Slipping Through my Fingers ~ Diana Copland: Outside the Margins

Join us as Diana Copland goes Outside the Margins.

In eleven days, my daughter is getting married.

Wow. It feels distinctly surreal to put that on the page. In eleven days, my little girl is getting married. My funny, silly, joyous Disney princess has found herself a prince, and I couldn’t be happier for her. He actually is a really good guy, he’s responsible and he adores her, and as her mom I couldn’t ask for more.

Well, that’s not true. I could ask for more. I could ask that her dad was here to walk her down the aisle.

Her older brother is going to do it, which is lovely. The idea of them walking down the aisle together makes me a bit misty. And we’ve always known this day was coming. I mean, her dad passed when she was seven. We’ve gone through our share of ‘father/daughter’ dance heartbreak. I guess people don’t think about it much when those events are planned, that there are a number of kids who don’t have a dad, or a mom. And thankfully those who do have both parents living far outnumber the ones who don’t. But for the ones who don’t? There’s an ache that doesn’t go away. Her brother, once again the hero, took her to a Girl Scout dance once, but they weren’t friends then and the picture is the very definition of awkward family photos. I offered to take her, but that doesn’t quite cut it either, when you’re surrounded by other little girls who have corsages and are dancing with their daddies.

My kids really have never felt sorry for themselves over the way their lives have turned out. It’s not the way we’ve dealt with their grief. And their dad would have absolutely HATED the idea that they were wallowing in self-pity. We were always completely honest with our kids, too. They knew what was going on, as much as a seven year old can. My son was thirteen; he remembers all too well. For my daughter, I think it’s a more distant memory, and for at least I’ll be grateful next weekend.

She has made some nods to convention. At the reception, when she would have been having her dance with her dad, she’s decided she wants to dance with me. She’s picked the song from Mama Mia where Meryl Streep is singing to her daughter. It’s called ‘Slipping Through My Fingers’, and I cry every damn time I watch the movie. Every. Damn. Time. And she knows it. So I’ll stand there in the middle of the dance floor, rocking back and forth and bawling my eyes out.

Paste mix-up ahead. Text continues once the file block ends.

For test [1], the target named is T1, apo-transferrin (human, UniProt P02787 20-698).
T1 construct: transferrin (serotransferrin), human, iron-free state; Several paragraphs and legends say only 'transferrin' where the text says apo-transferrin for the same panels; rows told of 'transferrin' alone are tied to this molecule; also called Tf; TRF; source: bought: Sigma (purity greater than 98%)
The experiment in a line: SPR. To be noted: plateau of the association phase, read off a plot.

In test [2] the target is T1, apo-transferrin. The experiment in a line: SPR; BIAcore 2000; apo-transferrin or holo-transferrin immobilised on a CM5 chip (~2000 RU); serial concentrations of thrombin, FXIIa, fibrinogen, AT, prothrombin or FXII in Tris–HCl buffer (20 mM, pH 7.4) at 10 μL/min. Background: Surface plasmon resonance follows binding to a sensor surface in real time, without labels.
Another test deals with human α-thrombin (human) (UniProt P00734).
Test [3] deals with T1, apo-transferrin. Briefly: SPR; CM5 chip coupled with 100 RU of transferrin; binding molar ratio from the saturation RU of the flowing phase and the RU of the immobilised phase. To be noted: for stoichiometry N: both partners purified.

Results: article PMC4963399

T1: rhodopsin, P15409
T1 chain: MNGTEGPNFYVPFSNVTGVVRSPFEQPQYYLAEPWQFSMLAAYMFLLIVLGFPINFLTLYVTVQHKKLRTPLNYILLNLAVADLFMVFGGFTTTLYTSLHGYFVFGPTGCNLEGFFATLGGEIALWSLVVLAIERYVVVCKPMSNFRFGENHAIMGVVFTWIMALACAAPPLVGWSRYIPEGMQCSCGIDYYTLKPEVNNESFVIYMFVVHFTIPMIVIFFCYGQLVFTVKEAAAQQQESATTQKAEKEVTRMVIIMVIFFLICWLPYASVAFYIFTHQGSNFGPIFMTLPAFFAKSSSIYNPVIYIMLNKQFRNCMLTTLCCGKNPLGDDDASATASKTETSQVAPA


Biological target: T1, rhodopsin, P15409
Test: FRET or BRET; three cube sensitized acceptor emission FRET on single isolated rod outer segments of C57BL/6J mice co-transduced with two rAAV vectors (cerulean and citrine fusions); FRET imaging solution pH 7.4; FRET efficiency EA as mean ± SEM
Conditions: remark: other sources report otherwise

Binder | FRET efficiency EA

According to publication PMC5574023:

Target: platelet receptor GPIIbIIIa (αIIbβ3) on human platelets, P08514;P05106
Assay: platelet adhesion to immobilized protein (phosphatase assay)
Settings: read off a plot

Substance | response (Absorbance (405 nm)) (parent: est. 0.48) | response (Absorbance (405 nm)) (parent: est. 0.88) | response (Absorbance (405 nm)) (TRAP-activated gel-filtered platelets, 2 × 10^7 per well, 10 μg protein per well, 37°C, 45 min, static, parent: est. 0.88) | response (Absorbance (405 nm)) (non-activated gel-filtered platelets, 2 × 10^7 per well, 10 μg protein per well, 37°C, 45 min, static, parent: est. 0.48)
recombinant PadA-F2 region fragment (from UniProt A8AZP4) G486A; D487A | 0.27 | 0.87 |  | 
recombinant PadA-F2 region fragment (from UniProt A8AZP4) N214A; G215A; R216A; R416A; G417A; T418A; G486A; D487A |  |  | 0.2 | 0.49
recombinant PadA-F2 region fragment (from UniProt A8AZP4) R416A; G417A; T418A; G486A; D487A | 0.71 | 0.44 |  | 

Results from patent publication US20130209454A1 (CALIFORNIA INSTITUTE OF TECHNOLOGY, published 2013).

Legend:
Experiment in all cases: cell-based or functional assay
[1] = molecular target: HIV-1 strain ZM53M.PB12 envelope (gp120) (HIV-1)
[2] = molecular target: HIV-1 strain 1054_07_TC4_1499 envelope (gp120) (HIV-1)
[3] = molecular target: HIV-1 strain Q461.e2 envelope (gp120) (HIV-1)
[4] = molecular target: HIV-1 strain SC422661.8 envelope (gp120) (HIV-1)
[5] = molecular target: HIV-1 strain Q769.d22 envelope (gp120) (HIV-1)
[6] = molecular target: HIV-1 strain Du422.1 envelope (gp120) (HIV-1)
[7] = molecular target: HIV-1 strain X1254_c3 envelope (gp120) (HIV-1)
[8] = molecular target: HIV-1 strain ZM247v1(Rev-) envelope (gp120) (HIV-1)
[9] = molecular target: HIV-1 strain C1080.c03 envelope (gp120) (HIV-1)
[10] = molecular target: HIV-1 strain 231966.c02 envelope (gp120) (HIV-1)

And I know her Dad will be right there with me, because he wouldn’t miss it for anything.

~ Diana Copland

Farewell Giveaway
I have a number of paperbacks, most of which are signed, to giveaway. Over the between now (11 Mar 2017) and 31 Mar 2017, every comment on the blog (this post and all other new posts), will be entered to win 1 of these paperbacks. There are also some misc swag items, so there will be a few packs of these to give away as well.

Thank you so much for your support over the last 4 years. Prism will be closing its doors on 1 April 2017. All content will remain available, but no new content will appear after 31 Mar 2017. As such all request forms have been turned off. Again Thank you,

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2 thoughts on “Slipping Through my Fingers ~ Diana Copland: Outside the Margins

  1. Thank you for sharing this. Those of us with families still whole and in tact do not always understand what it is like for those who have suffered loss. This reminds me of my brother’s wedding. It was shortly after my sister-in-law lost her father. She only has sisters so her brother-in-law walked her down the Isle. She chose to forgo the father/daughter dance and I guessing that is because the sorrow was still so fresh. I love that you feel so much emotion and have no problems sharing that with the world. Your daughter is so lucky to have you in her life.

  2. Congratulations to your family for this upcoming awesomeness. 😀
    Hugs to all of you.

    My brother got married a year ago yesterday. Both of our parents were there. About two months later, my mom passed unexpectedly. To say we’re thankful that we have those memories and pictures (as well as from Christmas) is, of course, and understatement.

    Like her dad, my mom would figure out a way to box our ears from wherever she’s hanging out these days if she thought we weren’t moving forward with life. 😉

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